How does a woman at 49 lose control? Answer ~ prescription pills. I loved the way opiates made me feel. I felt happy, euphoric. I felt like Superwoman.
In the beginning, I would take pills every once in awhile and on the weekends. Being an addict, my addiction progressed through the years. Before I knew it, I couldn’t stop. I had to have them to function. I tried many times to stop but I couldn’t stop. I would start withdrawing, becoming dope sick. Opiate withdrawal is so painful. You feel as if you are going to die.
Fortunately, I finally agreed to go to rehab and then to a sober house. I was medically detoxed and then hard to do the hard stuff. I had to work on myself, figure out what I was running from in life. I saw all walks of life in rehab. In the beginning, I would look around at all the clients and think to myself, “I don’t belong here,” but I did. Addiction does not discriminate. I learned to not judge anyone because I had not walked in their shoes. I learned in rehab that there is a magic between two addicts. It is healing to be honest and share your story.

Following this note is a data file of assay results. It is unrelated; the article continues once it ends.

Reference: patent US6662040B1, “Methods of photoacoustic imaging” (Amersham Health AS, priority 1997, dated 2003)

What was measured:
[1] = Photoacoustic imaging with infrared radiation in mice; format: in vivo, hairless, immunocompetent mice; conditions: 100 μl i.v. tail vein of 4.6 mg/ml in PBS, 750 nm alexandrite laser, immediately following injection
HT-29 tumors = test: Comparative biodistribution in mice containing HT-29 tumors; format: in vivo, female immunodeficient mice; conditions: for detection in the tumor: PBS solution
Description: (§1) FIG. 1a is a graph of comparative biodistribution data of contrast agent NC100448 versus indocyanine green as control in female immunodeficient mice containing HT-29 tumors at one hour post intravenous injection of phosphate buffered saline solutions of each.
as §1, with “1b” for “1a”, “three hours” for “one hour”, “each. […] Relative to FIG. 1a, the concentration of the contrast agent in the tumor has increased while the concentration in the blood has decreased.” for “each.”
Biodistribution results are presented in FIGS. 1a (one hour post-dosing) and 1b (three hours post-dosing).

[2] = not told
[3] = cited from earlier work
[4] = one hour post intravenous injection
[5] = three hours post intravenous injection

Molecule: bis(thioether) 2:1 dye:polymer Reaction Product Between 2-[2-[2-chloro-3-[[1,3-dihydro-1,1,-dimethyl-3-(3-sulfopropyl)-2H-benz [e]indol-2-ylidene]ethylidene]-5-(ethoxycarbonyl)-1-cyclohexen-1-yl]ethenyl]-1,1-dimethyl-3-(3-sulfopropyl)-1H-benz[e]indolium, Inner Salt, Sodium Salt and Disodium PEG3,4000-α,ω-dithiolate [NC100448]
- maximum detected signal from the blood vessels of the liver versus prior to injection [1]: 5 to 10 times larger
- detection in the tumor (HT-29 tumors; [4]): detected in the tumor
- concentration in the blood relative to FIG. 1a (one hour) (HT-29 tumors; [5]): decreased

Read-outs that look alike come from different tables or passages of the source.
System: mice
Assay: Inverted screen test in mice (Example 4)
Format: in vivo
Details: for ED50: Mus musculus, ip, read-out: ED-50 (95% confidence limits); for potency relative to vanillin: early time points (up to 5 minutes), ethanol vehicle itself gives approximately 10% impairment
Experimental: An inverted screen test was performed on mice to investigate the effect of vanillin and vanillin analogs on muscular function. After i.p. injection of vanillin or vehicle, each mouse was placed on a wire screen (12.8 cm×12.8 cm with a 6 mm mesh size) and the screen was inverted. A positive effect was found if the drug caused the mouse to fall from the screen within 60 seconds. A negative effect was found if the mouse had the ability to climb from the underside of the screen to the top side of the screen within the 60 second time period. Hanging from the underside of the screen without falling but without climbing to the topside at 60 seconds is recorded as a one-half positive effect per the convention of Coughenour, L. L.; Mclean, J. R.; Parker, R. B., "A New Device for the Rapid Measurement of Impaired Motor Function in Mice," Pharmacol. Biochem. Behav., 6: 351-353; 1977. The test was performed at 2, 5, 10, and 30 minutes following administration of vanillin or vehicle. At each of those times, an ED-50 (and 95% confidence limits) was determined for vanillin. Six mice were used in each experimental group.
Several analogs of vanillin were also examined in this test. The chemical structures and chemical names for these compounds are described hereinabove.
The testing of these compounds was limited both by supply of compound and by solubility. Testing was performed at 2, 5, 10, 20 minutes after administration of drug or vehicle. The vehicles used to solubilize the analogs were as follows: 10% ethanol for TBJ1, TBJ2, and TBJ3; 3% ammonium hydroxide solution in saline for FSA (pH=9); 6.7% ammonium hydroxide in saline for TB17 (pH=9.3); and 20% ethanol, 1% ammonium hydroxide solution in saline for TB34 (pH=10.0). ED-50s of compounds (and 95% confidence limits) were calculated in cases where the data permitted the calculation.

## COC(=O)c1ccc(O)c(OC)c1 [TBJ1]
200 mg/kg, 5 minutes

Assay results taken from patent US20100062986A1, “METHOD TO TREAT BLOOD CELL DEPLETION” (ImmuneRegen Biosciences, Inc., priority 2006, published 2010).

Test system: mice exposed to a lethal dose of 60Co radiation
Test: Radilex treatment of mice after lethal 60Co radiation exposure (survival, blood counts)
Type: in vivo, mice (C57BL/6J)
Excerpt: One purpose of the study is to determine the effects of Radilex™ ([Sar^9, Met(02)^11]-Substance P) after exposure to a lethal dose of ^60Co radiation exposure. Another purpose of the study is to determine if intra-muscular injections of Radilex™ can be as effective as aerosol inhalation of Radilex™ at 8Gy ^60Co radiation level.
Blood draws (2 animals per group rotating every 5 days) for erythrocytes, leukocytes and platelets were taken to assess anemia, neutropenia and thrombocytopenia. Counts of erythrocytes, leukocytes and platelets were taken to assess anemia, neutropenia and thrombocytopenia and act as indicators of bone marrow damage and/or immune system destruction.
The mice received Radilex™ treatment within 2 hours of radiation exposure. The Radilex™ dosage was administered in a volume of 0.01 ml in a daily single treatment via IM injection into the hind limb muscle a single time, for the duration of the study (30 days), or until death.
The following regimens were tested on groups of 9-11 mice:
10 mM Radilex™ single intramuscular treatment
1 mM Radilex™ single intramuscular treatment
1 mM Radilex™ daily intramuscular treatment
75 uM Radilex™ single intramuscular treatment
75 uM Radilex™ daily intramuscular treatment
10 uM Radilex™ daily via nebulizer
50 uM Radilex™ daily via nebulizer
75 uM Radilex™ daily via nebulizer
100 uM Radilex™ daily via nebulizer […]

Although finding recovery was the hardest thing I have ever done, it has been the most rewarding. I am now PRESENT in my life. It is so nice to wake up and not worry about if I have enough pills to make through the day!
I had to choice to hide my journey from the world or share it. I decided to share it in hopes of helping another suffering addict, help a struggling family member understand they are powerless over their loved ones addiction. I know there are so many parents and family members, of addicted loved ones who have lost HOPE.
The suffering addict does not see a way out and is fearful to admit they need help. It’s the stigma that remains the biggest barrier in our society. When you hear the term “drug addict,” nothing but negative thoughts come to mind.
We need to break the stigma of drug addiction. We need to educate and support all walks of life that are affected by drug addiction. We need to remember it is a disease and with proper treatment we can get sober. Always remember, there is HOPE!